After all the advice, I decided to go along with my original route, but keep an alternative route in case it was too ambitious. Here are the links to the maps I created on RidewithGPS:
    The main route is this:
    http://ridewithgps.com/routes/429931" title="Route

    The alternative, less hard route is this:
    http://ridewithgps.com/routes/429924

    What do you guys think of these routes?
    As I said in that thread, I still have a couple of worries: I'm not sure about how to deal with dogs (I know there's a sticky on that somewhere here) and where I can wild camp in safety away from any canine threat. I'm also still a bit worried about getting food and water (although I've been told that there are fountains in most villages) and I'm not too sure about how best to make myself visible. The Bike group says that I should be fine - my bags will make me obvious enough (and I will be wearing a very visible jersey). But would any of you consider getting a flag?

    Last edited by Jim Picardy; 05-23-11 at 04:12 AM.

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    Quote Originally Posted by Jim Picardy View Post
    But would any of you consider getting a flag?
    A red flag with some cosmic objects on it (such as a star and maybe the Moon) in white (for contrast with the red background) will make you more visible.

  9. #9
    Senior Member thesearethesuns's Avatar
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    Quote Originally Posted by Jim Picardy View Post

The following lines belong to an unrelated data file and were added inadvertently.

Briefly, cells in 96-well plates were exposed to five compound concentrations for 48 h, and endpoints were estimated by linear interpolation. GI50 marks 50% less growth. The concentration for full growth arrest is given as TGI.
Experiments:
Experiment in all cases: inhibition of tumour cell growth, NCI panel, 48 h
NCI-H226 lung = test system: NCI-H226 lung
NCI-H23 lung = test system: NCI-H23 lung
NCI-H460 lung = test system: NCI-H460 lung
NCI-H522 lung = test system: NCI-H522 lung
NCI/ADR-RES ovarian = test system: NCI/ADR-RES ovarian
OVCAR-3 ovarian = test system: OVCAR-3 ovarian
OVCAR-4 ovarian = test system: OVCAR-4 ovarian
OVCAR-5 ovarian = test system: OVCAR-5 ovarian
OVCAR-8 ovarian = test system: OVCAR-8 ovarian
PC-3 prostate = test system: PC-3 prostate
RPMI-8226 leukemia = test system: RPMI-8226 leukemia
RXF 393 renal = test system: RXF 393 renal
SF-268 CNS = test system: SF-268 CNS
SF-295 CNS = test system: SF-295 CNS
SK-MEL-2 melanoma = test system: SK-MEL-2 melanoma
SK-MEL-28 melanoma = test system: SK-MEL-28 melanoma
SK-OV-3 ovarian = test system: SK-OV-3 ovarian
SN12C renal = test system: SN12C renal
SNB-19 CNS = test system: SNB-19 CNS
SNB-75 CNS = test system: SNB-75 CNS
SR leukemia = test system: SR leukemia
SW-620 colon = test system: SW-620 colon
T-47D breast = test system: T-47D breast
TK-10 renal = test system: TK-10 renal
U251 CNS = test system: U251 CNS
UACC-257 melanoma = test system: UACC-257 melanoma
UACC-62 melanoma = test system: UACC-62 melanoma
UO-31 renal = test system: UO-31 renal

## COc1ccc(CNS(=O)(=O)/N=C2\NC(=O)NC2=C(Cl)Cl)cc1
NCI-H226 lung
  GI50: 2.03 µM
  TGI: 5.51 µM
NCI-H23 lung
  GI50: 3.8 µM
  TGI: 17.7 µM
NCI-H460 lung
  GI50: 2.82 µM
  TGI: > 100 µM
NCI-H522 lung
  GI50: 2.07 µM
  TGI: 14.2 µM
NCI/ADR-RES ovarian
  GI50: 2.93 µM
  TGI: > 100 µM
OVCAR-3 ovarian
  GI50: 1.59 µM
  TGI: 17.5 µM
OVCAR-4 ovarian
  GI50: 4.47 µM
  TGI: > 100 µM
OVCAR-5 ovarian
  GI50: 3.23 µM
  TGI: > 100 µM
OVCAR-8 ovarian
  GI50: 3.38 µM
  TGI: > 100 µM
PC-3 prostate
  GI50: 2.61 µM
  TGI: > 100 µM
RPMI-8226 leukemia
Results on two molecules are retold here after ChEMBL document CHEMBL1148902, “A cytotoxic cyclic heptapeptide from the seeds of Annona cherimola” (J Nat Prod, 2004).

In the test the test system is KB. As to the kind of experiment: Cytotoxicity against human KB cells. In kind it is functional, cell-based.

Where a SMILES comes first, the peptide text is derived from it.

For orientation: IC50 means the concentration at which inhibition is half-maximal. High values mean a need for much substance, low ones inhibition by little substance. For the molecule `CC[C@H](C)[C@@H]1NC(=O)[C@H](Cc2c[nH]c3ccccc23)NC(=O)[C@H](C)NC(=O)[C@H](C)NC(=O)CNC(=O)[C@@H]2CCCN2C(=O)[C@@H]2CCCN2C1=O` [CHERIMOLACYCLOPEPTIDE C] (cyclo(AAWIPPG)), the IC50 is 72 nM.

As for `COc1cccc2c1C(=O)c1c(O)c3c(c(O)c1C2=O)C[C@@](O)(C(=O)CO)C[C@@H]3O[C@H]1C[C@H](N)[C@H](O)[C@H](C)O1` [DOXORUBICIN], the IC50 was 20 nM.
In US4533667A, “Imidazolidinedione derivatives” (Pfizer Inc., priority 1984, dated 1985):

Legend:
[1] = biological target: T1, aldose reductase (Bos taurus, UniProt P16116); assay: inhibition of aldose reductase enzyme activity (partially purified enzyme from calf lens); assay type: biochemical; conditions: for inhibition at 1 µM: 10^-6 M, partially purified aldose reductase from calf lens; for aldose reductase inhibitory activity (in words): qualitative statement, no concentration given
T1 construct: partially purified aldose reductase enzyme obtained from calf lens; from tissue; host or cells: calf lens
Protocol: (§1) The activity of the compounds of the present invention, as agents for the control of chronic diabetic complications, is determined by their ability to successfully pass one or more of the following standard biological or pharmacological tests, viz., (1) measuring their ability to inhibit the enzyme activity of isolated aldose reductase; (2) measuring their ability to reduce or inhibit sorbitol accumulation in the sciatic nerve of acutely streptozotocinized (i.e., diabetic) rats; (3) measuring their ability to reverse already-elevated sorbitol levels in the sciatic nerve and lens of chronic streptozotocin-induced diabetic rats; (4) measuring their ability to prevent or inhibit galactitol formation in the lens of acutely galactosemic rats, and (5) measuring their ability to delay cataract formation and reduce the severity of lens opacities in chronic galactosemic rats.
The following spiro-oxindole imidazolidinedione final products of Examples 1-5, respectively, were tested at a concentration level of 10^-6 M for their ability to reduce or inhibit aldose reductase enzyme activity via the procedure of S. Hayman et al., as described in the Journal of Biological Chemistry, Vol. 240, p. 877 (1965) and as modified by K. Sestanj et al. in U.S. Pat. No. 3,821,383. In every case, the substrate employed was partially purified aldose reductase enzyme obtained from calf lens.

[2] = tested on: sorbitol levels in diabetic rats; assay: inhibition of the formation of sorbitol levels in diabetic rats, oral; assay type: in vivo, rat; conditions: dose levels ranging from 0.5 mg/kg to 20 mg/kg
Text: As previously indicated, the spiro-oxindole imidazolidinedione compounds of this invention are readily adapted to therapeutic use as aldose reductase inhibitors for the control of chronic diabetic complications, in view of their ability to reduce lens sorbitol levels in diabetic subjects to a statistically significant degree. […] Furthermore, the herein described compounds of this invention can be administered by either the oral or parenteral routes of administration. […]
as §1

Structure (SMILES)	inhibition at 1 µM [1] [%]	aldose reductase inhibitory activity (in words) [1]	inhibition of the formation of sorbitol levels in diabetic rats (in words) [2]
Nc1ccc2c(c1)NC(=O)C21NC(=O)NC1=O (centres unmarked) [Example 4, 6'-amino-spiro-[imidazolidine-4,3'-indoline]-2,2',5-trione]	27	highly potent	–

Thanks for your input guys!
    Yes, jellochaos is right! JimP on podilates is really Jim Picardy in disguise! Dash! You blew my cover!
    Yes, indeed. After I started this thread, I thought that I may get some very good answers if I asked the Greeks themselves on a Greek forum. So, I cunningly wrote the word for cycling in Greek, pasted it in Google, and fumbled my way through the forums to create an account and ask for advice. What a great bunch of people they all were! I got loads of input, and I got even more from the email exchanges I had with the Friends of the Bicycle association in Athens. Here's the tread:http://www.podilates.gr/?q=node/15660
    After all the advice, I decided to go along with my original route, but keep an alternative route in case it was too ambitious. Here are the links to the maps I created on RidewithGPS:
    The main route is this:
    http://ridewithgps.com/routes/429931" title="Route

    The alternative, less hard route is this:
    http://ridewithgps.com/routes/429924

    What do you guys think of these routes?